قالب وردپرس درنا توس
Home / Sports / Wednesday NBA Roundup: LeBron the Great Night encouraging both regarding Cavs | Bleacher Report

Wednesday NBA Roundup: LeBron the Great Night encouraging both regarding Cavs | Bleacher Report



David Liam Kyle / Getty Images

LeBron James took his first shot 16 seconds after game 2, about nine and a half minutes before the game began 1. That was a sign, a clear sign that the Indiana Pacers He should be paying attention to pull oneself.

As a rule, opponents should try not to get James's attention.

After this opening match, James took custody of the early trial and scored 1

6 goals in the game for Cleveland, finishing the opening 20 points on 9 of 12. At night, he put 46 points on 17-of-24 shooting 12 rebounds and five assists to carry Cavs to a 100-97 win.

It was enough to ask you why James does not do that all the time.

This is how James and the Cavs operated this season. Nothing is ever easy … until it looks incredibly easy. And then, if you ask yourself how Cleveland ever loses, if it can play the James card, then something turns.

And you wonder how it ever won.

The Pacers fought playfully, pushing the pace, forcing the Cavs to defend in the transition, something they stunk at any season. Indiana doubled Cleveland in the paint job, 62-30, and did almost the same in fast break points, 15-8.

Even with Victor Oladipo fighting early putrid problems, Indy spent most of the second half of the single-digit range. Without James' early blitz, Cleveland could easily have lost Wednesday.

On the way to Indiana with a 1: 1 split, the Cavaliers should feel both encouraged and vulnerable.

As tall as James was, Cleveland has never solved Oladipo. He always attacked downhill when the defender of the Cavs fell back, as well as against counters, traps, and other defenses he saw. And the look he missed, a wide-open threesome less than 30 seconds behind in the fourth quarter that would tie the game, could have changed everything.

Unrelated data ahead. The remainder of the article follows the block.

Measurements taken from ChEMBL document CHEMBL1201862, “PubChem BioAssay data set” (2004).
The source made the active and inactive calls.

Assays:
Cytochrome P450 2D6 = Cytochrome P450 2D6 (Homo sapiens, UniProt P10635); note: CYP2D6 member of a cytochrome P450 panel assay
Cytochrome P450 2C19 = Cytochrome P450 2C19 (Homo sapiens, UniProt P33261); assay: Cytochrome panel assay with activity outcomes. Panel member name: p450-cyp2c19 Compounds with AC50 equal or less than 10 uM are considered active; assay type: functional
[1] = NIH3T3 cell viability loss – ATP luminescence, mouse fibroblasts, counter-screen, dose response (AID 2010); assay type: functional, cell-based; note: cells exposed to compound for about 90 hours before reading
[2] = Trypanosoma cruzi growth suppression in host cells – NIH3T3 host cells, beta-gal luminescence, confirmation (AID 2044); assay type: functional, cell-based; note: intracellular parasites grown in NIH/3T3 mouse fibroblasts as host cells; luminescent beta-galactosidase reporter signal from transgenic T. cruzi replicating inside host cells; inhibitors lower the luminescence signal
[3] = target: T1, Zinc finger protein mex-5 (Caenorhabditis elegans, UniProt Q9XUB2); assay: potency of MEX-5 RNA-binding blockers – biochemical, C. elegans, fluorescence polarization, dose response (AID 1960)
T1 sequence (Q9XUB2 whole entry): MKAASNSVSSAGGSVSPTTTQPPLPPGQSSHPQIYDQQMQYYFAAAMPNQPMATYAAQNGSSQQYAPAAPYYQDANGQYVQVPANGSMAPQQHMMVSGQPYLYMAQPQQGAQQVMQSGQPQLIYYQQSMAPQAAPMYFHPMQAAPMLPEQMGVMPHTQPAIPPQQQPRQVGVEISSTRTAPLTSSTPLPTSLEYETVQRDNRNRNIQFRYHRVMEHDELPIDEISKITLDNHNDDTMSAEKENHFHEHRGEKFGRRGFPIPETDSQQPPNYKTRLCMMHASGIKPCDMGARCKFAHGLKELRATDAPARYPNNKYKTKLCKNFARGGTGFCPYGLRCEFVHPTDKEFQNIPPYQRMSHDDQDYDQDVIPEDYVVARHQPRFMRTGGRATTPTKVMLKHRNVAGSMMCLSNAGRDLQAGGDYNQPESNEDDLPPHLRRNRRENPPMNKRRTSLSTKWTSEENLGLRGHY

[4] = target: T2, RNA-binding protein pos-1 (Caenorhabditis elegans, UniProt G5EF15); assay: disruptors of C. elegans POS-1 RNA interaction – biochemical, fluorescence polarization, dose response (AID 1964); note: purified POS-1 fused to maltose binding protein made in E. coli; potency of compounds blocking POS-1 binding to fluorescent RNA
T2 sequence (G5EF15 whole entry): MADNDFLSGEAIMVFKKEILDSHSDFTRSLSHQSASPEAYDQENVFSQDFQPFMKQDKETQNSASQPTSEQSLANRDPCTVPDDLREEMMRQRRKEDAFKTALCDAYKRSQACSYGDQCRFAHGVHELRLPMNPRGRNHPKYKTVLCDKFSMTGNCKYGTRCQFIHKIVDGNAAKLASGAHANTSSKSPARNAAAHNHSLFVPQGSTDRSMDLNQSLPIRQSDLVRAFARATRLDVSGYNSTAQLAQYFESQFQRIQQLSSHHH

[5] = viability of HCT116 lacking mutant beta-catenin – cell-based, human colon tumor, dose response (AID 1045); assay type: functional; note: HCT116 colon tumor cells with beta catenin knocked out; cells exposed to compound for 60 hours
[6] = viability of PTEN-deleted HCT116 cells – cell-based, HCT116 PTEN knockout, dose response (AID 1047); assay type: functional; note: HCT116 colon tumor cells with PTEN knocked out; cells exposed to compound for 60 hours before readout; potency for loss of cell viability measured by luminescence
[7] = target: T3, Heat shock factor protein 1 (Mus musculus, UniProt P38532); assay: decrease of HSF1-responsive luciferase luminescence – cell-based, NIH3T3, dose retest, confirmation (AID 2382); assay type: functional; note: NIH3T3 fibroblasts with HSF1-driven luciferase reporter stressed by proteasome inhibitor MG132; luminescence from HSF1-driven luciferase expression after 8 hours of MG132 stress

"We were lucky," James later said in the TNT broadcast. "We gave Oladipo a wide open three, and he missed it … that's easily something he can do."

Imagine the Triple had gone down. Imagine that head coach Nate McMillan did not put Oladipo into the game with two fouls over 62 seconds. Imagine that the Cavs somehow lost a quarrel in which James was a demi-god seeking mortals to punish mortals.

It could have happened.

These extremes, which take place over months, weeks, individual games and even quarters, somehow define the cavaliers. The concept of switch flipping has been central to the team since James returned in 2014. Of course, this narrative will naturally form when James is present. Because as long as a transcendent talent is nearby, every bad outcome or lossless gameplay feels reversible.

Based on Cleveland's triple trips to the Finals, everything is reversible to date. James is the ultimate fixer on this path.

Game 2 was expected by Apex LeBron, but it did not produce a convincing victory unpredictably. Does that mean that the best player in the league, even when fully engaged, can not get this team where it wants to go? Or is it all just a device for James, showering us with an even greater form of greatness?


Source link